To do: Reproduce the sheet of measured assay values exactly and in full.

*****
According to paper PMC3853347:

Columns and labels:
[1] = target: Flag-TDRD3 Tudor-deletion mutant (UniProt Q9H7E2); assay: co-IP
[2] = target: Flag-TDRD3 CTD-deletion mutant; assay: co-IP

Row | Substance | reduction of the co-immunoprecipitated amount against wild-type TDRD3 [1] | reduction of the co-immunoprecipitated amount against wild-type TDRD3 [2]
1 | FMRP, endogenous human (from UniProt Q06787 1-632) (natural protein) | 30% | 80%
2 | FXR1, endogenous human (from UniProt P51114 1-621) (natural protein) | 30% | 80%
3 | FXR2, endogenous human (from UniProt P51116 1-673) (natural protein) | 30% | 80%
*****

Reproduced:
According to paper PMC3853347:

Columns and labels:
[1] = target: Flag-TDRD3 Tudor-deletion mutant (UniProt Q9H7E2); assay: co-IP
[2] = target: Flag-TDRD3 CTD-deletion mutant; assay: co-IP

Row | Substance | reduction of the co-immunoprecipitated amount against wild-type TDRD3 [1] | reduction of the co-immunoprecipitated amount against wild-type TDRD3 [2]
1 | FMRP, endogenous human (from UniProt Q06787 1-632) (natural protein) | 30% | 80%
2 | FXR1, endogenous human (from UniProt P51114 1-621) (natural protein) | 30% | 80%
3 | FXR2, endogenous human (from UniProt P51116 1-673) (natural protein) | 30% | 80%